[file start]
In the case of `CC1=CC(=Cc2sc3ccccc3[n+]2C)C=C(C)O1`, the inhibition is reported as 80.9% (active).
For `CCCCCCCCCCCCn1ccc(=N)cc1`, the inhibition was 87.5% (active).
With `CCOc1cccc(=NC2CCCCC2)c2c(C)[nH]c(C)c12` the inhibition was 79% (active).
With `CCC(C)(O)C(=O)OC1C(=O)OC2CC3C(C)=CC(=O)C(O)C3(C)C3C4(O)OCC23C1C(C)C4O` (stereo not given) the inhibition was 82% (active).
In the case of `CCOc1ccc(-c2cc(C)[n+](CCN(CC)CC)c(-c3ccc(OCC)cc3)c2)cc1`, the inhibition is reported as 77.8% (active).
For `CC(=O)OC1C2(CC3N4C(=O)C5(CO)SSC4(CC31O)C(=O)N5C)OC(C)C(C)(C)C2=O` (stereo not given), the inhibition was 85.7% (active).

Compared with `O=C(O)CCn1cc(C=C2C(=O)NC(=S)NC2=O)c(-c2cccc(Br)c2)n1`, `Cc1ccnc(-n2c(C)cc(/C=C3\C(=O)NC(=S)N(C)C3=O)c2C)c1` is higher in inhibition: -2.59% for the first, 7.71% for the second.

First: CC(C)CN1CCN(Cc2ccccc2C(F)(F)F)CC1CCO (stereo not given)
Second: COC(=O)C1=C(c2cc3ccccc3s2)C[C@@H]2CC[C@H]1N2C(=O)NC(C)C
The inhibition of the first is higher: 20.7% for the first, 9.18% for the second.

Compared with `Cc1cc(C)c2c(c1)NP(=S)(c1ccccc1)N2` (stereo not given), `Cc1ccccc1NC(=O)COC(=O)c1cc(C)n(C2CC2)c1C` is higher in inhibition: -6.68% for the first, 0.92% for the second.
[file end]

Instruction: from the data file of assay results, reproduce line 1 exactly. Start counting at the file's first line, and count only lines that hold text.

In the case of `CC1=CC(=Cc2sc3ccccc3[n+]2C)C=C(C)O1`, the inhibition is reported as 80.9% (active).